lec22 (1)

# lec22 (1) - Introduction to Simulation - Lecture 22...

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Introduction to Simulation - Lecture 22 Thanks to Deepak Ramaswamy, Michal Rewienski, Xin Wang and Karen Veroy Integral Equation Methods Jacob White

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SMA-HPC ©2003 MIT Outline Integral Equation Methods Exterior versus interior problems Start with using point sources Standard Solution Methods in 2-D Galerkin Method Collocation Method Issues in 3-D Panel Integration
SMA-HPC ©2003 MIT Interior Versus Exterior Problems Temperature known on surface 2 0 T ∇= inside “Temperature in a Tank” 2 0 T = outside Temperature known on surface “Ice Cube in a Bath” Interior Exterior What is the heat flow? Heat Flow surface T n = Thermal conductivity

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SMA-HPC ©2003 MIT v + - 2 0 Outside ∇Ψ= is given on Surface Ψ potential What is the capacitance? Capacitance surface n ∂Ψ = Dielectric Permitivity Exterior Problem in Electrostatics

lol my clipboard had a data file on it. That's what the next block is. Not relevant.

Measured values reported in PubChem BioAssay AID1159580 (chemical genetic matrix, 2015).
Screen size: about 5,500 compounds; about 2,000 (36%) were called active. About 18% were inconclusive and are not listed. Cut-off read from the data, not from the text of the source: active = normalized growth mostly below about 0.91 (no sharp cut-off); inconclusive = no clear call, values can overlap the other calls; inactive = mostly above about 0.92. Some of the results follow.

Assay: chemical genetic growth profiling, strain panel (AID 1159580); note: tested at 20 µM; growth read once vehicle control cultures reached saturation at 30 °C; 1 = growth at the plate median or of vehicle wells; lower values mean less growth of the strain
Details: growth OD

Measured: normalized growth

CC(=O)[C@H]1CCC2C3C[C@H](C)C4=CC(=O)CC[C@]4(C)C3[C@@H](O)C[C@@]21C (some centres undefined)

SMA-HPC ©2003 MIT Resonator Discretized Structure Computed Forces Bottom View Computed Forces Top View Drag Force in a Microresonator Courtesy of Werner Hemmert, Ph.D. Used with permission.

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What is common about these problems. Exterior Problems Drag Force in MEMS device - fluid (air) creates drag. Coupling in a Package - Fields in exterior create coupling Capacitance of a Signal Line - Fields in exterior. Quantities of Interest are on the surface MEMS device - Just want surface traction force Package - Just want coupling between conductors Signal Line - Just want surface charge. Exterior Problem is linear and space-invariant MEMS - Exterior Stokes Flow equation (linear). Package - Maxwell’s equations in free space (linear). Signal Line - Laplace’s equation in free space (linear). But problems are geometrically very complex!
SMA-HPC ©2003 MIT Exterior Problems Why not use Finite-Difference or FEM methods 2-D Heat Flow Example 0 at T = But, must truncate the mesh T Only need on the surface, but T is computed everywhere n Must truncate the mesh, ( ) 0 becomes ( ) 0 TT R ⇒∞ = = Surface

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SMA-HPC ©2003 MIT Laplace’s Equation Green’s Function In 2-D () ( ) 222 00 0 then = 0 for all , , , , uuu xyz x y z ∂∂∂ ++ In 3-D ( ) 22 2 0 1 If u xx yy zz = −+ Proof: Just differentiate and see! ( ) then + = 0 for all , , uu xy x y ∂∂ ( ) ( ) log ux x y y =− +